What to serve with wild game
October 1 marks the beginning of hunting season in Belgium, so it's the perfect time to think about what to serve with game -- as well as mushrooms and other autumnal dishes. Don't worry, I also mention some non-gamey alternatives for the vegetarians among us!
One simple rule of pairing food and wine is that neither should over-power the other. They should complement each other. So the key question is how powerful is the taste of the food?
So the first rule for game is actually pretty simple: If you would serve a lighter white wine with grilled fish and chicken, you should serve a more powerful white wine with pheasant or rabbit because they have a stronger taste (unless you are serving them in a stew with tomato sauce, which changes everything - see below). For reds, if you would normally serve a lighter red with a steak or meatballs, you should choose a more powerful red to go with venison or wild boar because they have stronger tastes than animals raised for our tables.
The second consideration is how you're serving the game. If you intend to serve coniglio alla cacciatora, a typical Italian autumn dish in which rabbit is stewed with olives, onions, rosemary, bay leaves and tomatoes, you should probably consider serving a rosé or even a light red wine rather than a white despite starting off with white meat.
Lastly, think about how heavy or fatty the meat is. If you're serving something like turkey or cuts of red meat with more fat you might want to consider serving it with Champagne or a sparkling rosé or even a dry Lambrusco, respectively.
The same rules apply to seasonal vegetarian dishes such as mushroom risotto, lentils with sausage and vegetarian lasagna: the simpler the dish, the simpler the wine. The more powerful the tastes--for example funghi porcini vs. champignons de Paris, wild boar sausage vs. simple pork sausage, rich tomato sauce vs. non-tomato-sauces--the more you should lean towards powerful wines.
I happen to have a few perfect wines for the season. ;-) And all of them provide better value for money than 90% of the wines you will find in the supermarket.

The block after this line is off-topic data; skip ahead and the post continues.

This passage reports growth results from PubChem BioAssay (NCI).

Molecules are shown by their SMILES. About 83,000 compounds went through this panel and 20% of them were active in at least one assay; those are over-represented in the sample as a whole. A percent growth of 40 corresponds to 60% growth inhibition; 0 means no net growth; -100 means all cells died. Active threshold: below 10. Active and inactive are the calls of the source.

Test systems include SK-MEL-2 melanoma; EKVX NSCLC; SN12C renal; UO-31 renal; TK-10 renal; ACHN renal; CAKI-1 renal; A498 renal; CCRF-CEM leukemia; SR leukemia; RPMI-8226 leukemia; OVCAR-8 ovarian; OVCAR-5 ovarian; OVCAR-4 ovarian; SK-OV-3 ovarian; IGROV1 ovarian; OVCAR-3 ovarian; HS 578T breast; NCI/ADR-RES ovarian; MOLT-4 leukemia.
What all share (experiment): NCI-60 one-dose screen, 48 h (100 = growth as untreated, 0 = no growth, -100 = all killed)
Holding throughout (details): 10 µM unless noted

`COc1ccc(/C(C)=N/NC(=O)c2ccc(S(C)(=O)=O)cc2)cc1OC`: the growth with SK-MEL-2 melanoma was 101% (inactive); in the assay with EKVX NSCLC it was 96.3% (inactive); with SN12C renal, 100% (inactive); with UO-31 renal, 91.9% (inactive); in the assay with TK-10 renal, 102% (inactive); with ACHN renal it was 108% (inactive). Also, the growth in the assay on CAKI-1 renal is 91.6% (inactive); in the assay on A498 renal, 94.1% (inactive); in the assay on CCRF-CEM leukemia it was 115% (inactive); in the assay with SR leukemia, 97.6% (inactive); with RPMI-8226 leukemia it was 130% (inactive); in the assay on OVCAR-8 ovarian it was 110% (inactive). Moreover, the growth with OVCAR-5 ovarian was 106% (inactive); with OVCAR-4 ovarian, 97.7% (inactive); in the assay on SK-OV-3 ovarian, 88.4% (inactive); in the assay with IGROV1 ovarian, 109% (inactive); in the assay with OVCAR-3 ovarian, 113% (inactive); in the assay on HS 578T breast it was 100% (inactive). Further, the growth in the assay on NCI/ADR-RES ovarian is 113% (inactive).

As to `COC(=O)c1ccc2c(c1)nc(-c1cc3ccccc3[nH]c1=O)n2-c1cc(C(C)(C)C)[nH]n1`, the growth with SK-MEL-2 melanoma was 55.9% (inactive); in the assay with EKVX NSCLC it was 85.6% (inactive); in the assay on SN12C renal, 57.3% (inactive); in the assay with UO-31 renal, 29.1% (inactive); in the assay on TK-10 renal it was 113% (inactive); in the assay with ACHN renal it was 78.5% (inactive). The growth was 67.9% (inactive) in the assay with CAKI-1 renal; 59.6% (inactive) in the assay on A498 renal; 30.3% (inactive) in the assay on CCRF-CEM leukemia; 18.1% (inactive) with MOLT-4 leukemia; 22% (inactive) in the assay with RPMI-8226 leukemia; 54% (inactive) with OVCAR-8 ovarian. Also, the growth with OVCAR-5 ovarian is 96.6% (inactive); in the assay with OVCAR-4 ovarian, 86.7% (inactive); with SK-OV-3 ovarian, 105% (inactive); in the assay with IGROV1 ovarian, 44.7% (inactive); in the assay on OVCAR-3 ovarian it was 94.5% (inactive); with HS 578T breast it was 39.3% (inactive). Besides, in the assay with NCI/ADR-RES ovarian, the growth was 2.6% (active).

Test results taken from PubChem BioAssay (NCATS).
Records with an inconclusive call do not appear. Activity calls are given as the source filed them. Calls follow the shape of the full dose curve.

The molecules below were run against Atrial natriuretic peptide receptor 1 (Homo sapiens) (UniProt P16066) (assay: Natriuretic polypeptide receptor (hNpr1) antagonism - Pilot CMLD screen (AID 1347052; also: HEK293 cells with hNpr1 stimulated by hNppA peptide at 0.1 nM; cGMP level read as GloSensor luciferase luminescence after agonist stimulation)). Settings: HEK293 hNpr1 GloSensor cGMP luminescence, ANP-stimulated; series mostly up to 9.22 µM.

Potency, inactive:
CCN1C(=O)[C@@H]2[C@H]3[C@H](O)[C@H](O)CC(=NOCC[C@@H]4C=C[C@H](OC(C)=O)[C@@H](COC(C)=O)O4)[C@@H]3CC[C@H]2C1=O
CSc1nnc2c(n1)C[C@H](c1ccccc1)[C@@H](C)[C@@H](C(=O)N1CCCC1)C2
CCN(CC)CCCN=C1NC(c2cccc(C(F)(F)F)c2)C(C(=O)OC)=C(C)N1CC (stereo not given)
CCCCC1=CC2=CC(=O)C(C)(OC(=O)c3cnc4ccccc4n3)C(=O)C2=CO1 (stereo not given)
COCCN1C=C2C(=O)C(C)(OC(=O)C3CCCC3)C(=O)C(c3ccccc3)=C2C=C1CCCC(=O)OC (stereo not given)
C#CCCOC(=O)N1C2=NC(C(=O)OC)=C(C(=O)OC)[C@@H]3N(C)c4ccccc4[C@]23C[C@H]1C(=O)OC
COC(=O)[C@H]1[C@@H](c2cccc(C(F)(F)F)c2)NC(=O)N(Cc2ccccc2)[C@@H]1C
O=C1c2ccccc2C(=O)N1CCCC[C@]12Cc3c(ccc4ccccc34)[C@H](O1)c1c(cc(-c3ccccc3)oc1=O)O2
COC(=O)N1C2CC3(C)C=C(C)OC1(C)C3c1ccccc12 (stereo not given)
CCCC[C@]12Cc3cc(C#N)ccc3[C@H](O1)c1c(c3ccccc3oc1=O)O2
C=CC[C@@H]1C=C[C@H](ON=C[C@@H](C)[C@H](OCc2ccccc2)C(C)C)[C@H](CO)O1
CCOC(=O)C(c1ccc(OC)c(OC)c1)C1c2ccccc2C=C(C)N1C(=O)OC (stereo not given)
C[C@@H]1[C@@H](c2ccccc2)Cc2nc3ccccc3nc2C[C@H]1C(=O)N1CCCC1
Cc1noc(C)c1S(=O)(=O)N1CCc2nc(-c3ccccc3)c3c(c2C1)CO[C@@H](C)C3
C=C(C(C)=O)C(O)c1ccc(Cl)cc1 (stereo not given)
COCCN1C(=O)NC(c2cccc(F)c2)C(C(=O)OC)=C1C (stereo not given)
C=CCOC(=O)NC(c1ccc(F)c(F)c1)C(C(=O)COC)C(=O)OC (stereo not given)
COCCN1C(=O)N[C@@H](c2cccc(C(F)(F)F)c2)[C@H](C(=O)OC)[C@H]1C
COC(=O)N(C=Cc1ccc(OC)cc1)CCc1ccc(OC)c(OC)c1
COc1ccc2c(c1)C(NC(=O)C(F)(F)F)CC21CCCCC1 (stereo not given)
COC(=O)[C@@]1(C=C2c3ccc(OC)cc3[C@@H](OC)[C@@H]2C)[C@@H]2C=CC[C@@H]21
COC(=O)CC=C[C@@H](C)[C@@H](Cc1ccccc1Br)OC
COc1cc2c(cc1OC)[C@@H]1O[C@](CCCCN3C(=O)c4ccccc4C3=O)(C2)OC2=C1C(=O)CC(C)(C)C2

For pheasant, wild turkey, rabbit and wild boar (without tomato sauce), you will want powerful white wines such as:
For venison, wild mushrooms, brown lentils with sausage and any dishes served with a rich tomato sauce, you could reach for one of these:
- Alpha Estate's 2019 Malagouzia (northern Greece)
- Su'Entu's 2019 Su'Imari Vermentino (Sardinia)
- Argyros's French oak-fermented Assyrtiko (Santorini)
- Domaine du Chenoy's organic Perle de Wallonie sparkling wine (Belgium)
- Karanika's méthode traditionnelle Xinomavro sparkling wine (northern Greece).
- George Skouras's Saint George (Nemea) from Agiorgitiko grapes
- Cantine di Dolianova's Anzenas (Sardinia) from Cannonau grapes
- Argiolas's 2017 Perdera (Sardinia) from Monica di Sardegna grapes
- Douloufakis's 2014 Alárgo (Crete) from Syrah grapes
- Argiolas's rich 2017 Costera (Sardinia) from Cannonau grapes
- Skouras's smoky 2018 Fleva (Nemea) from Syrah grapes
- Domaine du Chenoy's 2017 Grand Chenoy (organic, Belgium)
- Cantine di Santadi's Rocca Rubia (Sardinia) from Carignano del Sulcis grapes
(Six of these are included in my Richer Reds box).
For dishes that are somewhere in the middle--pork or game or lentils with a bit of tomato--you could try a rosé such as one of these:
All of the wines are also available individually in my web shop at reasonable prices! For large orders please feel free to write to me directly.
- The incontournable Gaia 14-18 rosé (Nemea) from Agiorgitiko grapes
- Domaine du Chenoy's Perle de Wallonie rosé organic sparkling wine (Belgium)
I hope to be able to see you at a wine tasting again soon - whether it's virtual or in our garden!
P.S. October is also the season of wine fairs at many Belgian supermarkets. My free advice: There are some good deals to be had in the "world wines" sections, including Portuguese and Chilean and Greek, whereas most of the French wine is over-priced. Don't judge by names or labels. Trust the ratings of well-known sommeliers such as Jancis Robinson, Robert Parker or James Suckling. If they give something more than 90 points, you're safe. If they don't, don't bother.
P.P.S. If it ever stops raining and before it gets too cold I will try to organise some small-circle wine tastings on short notice in the garden that we can enjoy some good wine in safety. Unfortunately they will be on short notice because I will only organise them if I'm sure the weather will be good.